As I mentioned in one of my first articles the assumption that cloud computing is less secure than other business technologies is not true. Cloud computing’s highest priority is security for all of its users.
Security has proven to be the major reason why businesses are hesitant to make a commitment to a cloud migration. There has been a huge shift of focus toward cybersecurity over the past 10 years. With more of our lives becoming internet-centred it is hard to know what is private & secure and what is not.
Cloud developers have known the risks from the word go and are constantly working to improve security. These days we hear less security horror stories and more stories about the successes and benefits of cloud computing.
I hope that you are learning through this article series that ‘The Cloud’ is not as complicated as you first thought. However, one aspect of ‘The Cloud’ that I have not touched on yet is Public, Private and Hybrid cloud models.
Heard these terms before? Confused? Let’s break it down:
Public Cloud is the most common and many of us use this form of cloud computing every day, many of your apps such as Gmail operate in the Public cloud. It is inexpensive, readily accessible and focuses on providing storage to large numbers of people, in a shared data centres, that can be located anywhere in the world, depending on the service provider.
Private Cloud is similar in terms of providing storage, however there is a greater emphasis on security. This means that all your data is hosted on a private network, offering more control with restricted access.
Hybrid Cloud is just as the name suggests, a combination of both public cloud methods and private cloud methods. You can categorise your data and determine which cloud option suits it best.
For extremely private files ask your service provider about file encryption. This is the process of converting your important files into code before moving them to the private cloud. In turn making it even more difficult for potential hackers to gain access to your files.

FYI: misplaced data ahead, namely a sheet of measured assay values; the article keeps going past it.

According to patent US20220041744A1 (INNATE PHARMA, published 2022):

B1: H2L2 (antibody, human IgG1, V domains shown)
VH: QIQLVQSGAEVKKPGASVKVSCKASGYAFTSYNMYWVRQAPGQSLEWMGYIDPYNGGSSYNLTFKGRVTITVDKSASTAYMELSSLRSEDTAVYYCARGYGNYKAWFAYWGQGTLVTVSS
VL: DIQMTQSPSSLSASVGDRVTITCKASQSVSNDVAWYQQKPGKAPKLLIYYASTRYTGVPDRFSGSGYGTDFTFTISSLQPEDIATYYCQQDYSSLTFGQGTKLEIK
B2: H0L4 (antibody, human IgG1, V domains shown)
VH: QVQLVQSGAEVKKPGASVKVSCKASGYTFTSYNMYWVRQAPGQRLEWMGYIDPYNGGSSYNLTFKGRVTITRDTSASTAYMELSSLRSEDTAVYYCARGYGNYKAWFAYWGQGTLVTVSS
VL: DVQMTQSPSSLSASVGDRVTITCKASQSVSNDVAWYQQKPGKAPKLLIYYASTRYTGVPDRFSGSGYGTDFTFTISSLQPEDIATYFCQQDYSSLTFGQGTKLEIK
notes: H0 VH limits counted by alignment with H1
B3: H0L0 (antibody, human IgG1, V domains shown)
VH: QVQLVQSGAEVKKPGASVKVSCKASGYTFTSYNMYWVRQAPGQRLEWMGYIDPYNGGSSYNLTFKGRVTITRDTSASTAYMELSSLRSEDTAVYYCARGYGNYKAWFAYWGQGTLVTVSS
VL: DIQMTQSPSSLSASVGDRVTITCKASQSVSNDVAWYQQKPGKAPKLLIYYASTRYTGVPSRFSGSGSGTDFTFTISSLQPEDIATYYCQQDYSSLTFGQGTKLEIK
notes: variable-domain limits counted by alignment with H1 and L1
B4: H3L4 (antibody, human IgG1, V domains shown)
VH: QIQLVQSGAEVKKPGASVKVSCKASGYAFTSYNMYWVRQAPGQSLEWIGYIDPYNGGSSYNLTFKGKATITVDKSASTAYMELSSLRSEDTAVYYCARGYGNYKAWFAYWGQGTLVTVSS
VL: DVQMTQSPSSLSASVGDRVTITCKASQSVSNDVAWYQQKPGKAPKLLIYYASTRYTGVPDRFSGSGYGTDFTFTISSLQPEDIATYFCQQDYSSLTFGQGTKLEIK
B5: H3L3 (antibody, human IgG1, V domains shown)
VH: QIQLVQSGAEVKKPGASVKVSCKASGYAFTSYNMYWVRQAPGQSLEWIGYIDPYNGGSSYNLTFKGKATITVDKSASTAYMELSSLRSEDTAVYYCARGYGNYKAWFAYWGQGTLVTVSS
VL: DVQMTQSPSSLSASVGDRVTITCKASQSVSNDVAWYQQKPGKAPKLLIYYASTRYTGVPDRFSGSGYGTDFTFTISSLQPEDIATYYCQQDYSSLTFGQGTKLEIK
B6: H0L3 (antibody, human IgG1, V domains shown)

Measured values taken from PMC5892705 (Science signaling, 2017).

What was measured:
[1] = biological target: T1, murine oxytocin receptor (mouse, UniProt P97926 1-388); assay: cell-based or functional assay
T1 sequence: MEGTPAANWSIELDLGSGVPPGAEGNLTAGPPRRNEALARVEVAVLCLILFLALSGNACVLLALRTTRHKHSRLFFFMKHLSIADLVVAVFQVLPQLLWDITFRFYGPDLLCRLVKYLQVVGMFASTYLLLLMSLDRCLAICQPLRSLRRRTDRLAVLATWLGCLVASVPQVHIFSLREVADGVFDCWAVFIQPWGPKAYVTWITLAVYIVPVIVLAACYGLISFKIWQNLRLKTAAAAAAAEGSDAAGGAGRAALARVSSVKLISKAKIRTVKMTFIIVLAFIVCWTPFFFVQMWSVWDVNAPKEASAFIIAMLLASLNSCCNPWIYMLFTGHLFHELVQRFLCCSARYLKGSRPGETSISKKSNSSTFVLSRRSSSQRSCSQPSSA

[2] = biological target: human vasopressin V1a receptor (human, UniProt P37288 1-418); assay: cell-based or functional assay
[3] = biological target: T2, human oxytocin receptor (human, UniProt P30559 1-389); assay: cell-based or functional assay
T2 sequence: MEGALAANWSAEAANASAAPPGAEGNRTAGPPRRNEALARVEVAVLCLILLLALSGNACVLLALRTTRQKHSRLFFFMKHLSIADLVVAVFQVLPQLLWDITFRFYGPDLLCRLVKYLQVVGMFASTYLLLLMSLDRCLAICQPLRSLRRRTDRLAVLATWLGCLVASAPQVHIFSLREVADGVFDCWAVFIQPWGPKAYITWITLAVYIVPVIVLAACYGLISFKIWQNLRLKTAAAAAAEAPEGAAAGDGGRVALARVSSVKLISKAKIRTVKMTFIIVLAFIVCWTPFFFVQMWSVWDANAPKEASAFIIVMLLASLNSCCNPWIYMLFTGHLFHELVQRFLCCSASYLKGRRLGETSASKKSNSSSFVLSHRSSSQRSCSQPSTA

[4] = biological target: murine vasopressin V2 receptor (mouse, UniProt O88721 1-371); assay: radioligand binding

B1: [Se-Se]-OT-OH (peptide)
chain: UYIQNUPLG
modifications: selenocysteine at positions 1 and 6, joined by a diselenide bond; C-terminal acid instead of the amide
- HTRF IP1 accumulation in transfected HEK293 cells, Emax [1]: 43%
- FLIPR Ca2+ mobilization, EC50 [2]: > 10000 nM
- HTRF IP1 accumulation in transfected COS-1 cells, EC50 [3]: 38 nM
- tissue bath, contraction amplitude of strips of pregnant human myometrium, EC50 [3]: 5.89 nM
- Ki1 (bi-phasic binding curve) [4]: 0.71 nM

This is just a brief overview of each of these models, to learn more I would advise speaking with a licensed cloud servicing provider to help evaluate your organisations specific needs and cloud computing objectives.
When shopping for a service provider look for transparency. If you are conversing with an organisation speaking only in vague industry jargon and skimping on the details, then you may be talking to the wrong provider.
Here are some questions you should be asking when shopping around for a cloud service provider:
Who will have access to my business data?
You want minimal involvement when it comes to data access. Of course you want technicians to be able to access your data in emergencies, but that should be the height of involvement. They certainly shouldn’t be giving access to any further parties. Some cloud service providers give you more control over your data than others. This is something to think about especially when securing very private information. Asking this question will also open up a conversation on different cloud models, mentioned previously. The provider should be able to help you determine which model is best for your business.
What type of technical support do you offer?
Ideally you want to receive 24/7 support, ensuring that you receive emergency support whenever you need it. You will become dependent on this provider, so it is crucial to find a company that cares as much about your data security as you do.
Where are the data centres you use?
It does depend on the cloud model you choose but, you want something as local as possible. However, having multiple data centres in operation is not such a bad thing. It just means that your data is backed up in more places assisting in with loss prevention.
When and how long will a cloud solution take to implement?
You want to know exactly when and how long it is going to take for the cloud migration to be completed. Ideally it should not take longer than a few weeks for a basic solution to be fully implemented. This information is vital for planning ahead and anticipating costs.
It’s all about taking small steps and sourcing trustworthy information to help you make the right decision for your business.